Dubbing my story in your language and then forcing it down your throat using my economic muscle will silence you. You won’t be able to tell your own stories. You will adapt to my stories. Too bad if you have your own tradition of telling stories. If that doesn’t make me a Goonda, I don’t know what does.

Or maybe it's just my inner money-hating socialist who hates seeing economic goondaism from Disney et. al. affecting even films in Assam.


Something about Sunny Leone's Bollywood striving just makes me happy. She's slowly crossing boundaries. While I can't say one way or the other on her acting, I hope people take the lesson that actresses in adult films are people, too.


AHHH! ALIA BHATT! I'm in love. She seems like such a bright girl. I hope she stays away from the Punit Malhotra crowd and whatever Parineeti has got herself mixed up with.

Actually even in school, I was a bit of a brooder and dreamer. I had lots of friends. But I liked spending time alone. And I’ve always felt that emptiness which my character feels. Like my character Veera, I feel something vital is missing in my life. There was always that hankering within me. While shooting in these far-off areas, communication with the outside world was almost nil. So I had time to connect with new emotions within me that I projected into my character.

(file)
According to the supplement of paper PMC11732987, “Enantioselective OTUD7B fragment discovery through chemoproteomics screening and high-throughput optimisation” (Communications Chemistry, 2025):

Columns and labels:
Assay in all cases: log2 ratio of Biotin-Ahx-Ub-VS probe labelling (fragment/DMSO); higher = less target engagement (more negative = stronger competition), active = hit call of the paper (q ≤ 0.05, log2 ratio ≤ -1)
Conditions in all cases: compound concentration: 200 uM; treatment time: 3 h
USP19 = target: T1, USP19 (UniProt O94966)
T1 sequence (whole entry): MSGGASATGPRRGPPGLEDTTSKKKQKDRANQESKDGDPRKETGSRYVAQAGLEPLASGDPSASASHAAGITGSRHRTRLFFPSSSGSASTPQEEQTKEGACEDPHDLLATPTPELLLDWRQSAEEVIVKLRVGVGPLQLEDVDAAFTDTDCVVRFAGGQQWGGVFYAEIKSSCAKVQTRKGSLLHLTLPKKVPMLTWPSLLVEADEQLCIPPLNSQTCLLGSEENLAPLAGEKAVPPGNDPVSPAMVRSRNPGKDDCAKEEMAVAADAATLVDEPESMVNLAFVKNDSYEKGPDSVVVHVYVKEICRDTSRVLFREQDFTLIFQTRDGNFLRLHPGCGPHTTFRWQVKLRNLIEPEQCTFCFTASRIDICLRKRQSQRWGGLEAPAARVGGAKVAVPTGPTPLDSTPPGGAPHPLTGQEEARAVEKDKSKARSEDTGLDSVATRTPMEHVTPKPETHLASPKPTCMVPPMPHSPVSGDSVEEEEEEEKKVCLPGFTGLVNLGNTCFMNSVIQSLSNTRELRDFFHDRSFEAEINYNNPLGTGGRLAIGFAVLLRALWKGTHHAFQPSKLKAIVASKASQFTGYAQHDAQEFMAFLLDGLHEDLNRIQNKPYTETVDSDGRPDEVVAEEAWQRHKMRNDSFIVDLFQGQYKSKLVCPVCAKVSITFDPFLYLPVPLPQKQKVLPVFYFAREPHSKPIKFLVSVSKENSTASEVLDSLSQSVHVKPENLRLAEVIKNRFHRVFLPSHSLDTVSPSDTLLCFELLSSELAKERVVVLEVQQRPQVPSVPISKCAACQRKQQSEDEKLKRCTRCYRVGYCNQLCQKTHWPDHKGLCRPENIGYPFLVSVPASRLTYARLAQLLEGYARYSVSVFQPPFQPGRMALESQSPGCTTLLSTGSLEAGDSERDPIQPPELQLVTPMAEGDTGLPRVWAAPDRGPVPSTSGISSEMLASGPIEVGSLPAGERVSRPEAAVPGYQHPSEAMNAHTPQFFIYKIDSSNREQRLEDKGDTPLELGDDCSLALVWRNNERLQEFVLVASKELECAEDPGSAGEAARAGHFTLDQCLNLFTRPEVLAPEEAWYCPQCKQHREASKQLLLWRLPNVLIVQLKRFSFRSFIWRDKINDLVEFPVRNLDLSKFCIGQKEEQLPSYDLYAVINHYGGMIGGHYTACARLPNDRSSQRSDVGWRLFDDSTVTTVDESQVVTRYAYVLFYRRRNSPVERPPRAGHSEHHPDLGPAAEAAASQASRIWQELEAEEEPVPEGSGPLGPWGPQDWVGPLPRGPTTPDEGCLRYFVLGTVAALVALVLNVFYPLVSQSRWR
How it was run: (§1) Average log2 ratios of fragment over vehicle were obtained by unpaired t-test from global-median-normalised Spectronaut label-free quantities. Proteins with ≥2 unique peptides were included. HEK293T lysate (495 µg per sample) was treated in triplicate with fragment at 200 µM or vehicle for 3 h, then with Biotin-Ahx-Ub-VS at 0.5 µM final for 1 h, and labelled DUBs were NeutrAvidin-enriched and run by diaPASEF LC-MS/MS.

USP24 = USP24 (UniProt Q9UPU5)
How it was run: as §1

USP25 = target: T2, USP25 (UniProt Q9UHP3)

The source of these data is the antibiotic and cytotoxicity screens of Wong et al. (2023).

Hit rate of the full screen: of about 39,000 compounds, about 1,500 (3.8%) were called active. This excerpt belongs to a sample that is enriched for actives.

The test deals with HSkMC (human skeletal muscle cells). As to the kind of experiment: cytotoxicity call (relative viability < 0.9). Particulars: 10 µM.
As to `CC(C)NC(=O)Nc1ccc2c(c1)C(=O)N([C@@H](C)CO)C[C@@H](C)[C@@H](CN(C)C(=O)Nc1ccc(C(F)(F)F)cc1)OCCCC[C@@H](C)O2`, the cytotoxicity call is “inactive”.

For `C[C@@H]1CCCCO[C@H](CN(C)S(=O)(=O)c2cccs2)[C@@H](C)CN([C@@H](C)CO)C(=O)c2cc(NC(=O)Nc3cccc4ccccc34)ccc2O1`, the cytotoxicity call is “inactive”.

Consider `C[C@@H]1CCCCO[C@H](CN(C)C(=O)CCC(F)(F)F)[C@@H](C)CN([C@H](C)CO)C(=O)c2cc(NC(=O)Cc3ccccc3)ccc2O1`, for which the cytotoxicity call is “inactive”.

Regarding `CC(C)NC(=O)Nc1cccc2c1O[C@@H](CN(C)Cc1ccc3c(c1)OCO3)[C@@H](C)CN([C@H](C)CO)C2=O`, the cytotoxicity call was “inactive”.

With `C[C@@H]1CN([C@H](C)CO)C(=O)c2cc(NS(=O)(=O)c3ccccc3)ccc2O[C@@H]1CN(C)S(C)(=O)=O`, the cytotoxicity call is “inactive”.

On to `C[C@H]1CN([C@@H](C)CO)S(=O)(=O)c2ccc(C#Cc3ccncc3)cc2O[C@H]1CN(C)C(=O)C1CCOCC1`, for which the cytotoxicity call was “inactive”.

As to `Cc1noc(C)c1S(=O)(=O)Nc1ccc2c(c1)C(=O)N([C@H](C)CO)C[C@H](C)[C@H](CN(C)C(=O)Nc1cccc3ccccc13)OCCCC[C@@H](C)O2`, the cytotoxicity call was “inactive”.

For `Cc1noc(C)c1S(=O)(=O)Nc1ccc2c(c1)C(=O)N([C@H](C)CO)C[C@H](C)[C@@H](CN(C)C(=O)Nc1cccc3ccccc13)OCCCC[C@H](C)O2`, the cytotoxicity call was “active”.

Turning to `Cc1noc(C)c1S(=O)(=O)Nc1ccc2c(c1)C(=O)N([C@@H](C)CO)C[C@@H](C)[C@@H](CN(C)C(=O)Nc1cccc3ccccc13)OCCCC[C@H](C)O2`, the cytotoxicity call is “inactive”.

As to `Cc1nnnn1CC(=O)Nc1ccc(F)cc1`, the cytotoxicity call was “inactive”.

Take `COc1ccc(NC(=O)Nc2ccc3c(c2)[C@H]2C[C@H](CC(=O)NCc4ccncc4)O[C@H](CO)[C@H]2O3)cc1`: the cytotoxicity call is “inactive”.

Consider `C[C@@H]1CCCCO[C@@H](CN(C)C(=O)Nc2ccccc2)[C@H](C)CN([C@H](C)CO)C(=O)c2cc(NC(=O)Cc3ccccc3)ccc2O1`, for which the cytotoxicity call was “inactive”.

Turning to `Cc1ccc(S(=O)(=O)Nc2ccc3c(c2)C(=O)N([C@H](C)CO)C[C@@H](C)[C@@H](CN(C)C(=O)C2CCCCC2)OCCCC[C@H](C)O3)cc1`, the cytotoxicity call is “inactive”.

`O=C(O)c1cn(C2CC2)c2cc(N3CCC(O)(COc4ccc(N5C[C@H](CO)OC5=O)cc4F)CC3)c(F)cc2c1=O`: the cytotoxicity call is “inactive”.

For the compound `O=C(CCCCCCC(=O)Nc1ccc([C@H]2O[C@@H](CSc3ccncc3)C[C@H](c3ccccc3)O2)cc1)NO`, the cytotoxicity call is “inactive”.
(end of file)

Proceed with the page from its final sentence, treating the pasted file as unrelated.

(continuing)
I knew she was special when I saw Student of the Year. A lot of people wrote her off but I thought she added some real depth to the bratty rich girl.


TOI has Sujoy Ghosh bringing Vidya Balan, Irrfan, and Swastika Mukherjee back to Kolkata for another film. Maybe Sujoy can get Irrfan off of autopilot. We were talking in the comments of my Lunchbox review and I think Nawaz really outclassed him the film.


Bebo being gorgeous in Vogue.

“Being glamorous is not just about wearing great clothes and great makeup. It’s about your own personal style, it’s the way you feel. I practically wake up every morning feeling glamorous. That’s the way I am.”


Mallika Sherawat does an episode of CBS's Hawaii Five-0. Congratulations, Mallika!